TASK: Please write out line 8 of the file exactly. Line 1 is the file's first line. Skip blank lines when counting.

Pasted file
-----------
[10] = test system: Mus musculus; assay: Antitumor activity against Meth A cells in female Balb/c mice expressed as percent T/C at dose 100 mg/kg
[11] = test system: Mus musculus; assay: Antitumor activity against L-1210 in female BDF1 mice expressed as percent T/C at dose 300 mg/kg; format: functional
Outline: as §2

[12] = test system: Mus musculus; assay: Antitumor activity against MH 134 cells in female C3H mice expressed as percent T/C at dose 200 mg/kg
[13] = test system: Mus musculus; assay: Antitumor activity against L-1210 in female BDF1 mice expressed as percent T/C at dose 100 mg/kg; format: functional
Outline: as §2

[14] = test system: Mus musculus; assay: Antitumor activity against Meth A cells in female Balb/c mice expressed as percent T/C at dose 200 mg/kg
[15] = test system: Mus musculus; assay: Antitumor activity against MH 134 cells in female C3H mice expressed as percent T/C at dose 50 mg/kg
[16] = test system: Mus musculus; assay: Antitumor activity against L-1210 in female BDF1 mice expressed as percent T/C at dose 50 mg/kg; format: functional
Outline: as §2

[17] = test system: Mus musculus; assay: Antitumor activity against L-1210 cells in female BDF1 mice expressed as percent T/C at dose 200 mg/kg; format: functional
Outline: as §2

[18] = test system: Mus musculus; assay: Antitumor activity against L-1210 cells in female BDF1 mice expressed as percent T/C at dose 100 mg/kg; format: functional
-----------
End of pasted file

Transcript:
[15] = test system: Mus musculus; assay: Antitumor activity against MH 134 cells in female C3H mice expressed as percent T/C at dose 50 mg/kg